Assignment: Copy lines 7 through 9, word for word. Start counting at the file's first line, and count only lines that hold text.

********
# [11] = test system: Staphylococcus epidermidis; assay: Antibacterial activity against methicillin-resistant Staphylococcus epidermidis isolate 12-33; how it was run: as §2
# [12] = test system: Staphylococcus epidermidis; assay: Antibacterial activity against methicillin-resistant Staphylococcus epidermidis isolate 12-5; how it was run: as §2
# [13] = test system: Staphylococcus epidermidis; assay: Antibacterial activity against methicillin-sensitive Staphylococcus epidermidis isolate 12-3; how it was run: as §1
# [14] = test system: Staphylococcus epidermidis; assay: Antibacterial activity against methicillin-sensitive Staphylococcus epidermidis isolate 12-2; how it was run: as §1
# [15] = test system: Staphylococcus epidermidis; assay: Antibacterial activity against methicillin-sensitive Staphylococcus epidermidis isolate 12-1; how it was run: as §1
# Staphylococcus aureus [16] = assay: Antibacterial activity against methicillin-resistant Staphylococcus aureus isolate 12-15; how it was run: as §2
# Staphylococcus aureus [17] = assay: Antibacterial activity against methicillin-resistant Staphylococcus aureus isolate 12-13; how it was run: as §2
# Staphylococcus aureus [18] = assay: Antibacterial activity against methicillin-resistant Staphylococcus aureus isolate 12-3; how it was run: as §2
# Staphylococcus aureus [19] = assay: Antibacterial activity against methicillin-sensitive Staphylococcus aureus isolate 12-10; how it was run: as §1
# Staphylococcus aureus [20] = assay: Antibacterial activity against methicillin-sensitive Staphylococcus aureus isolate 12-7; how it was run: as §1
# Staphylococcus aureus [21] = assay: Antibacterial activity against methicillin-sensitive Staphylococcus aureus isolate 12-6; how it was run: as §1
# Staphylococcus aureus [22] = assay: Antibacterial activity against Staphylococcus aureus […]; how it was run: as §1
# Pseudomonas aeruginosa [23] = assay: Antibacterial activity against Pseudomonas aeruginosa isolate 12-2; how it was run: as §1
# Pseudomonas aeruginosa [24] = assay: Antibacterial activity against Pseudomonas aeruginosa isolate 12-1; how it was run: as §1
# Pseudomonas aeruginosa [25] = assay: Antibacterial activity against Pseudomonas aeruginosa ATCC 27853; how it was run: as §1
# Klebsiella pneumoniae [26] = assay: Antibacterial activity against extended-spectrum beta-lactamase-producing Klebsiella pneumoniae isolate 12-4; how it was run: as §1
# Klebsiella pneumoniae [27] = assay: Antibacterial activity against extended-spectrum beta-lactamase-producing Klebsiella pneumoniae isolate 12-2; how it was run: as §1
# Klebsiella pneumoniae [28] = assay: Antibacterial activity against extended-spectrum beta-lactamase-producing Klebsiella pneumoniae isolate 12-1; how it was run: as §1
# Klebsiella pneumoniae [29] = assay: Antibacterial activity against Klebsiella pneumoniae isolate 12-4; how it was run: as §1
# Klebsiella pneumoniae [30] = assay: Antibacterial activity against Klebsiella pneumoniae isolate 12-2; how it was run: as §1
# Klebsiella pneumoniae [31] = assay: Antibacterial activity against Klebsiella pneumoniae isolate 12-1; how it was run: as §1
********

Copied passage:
# Staphylococcus aureus [17] = assay: Antibacterial activity against methicillin-resistant Staphylococcus aureus isolate 12-13; how it was run: as §2
# Staphylococcus aureus [18] = assay: Antibacterial activity against methicillin-resistant Staphylococcus aureus isolate 12-3; how it was run: as §2
# Staphylococcus aureus [19] = assay: Antibacterial activity against methicillin-sensitive Staphylococcus aureus isolate 12-10; how it was run: as §1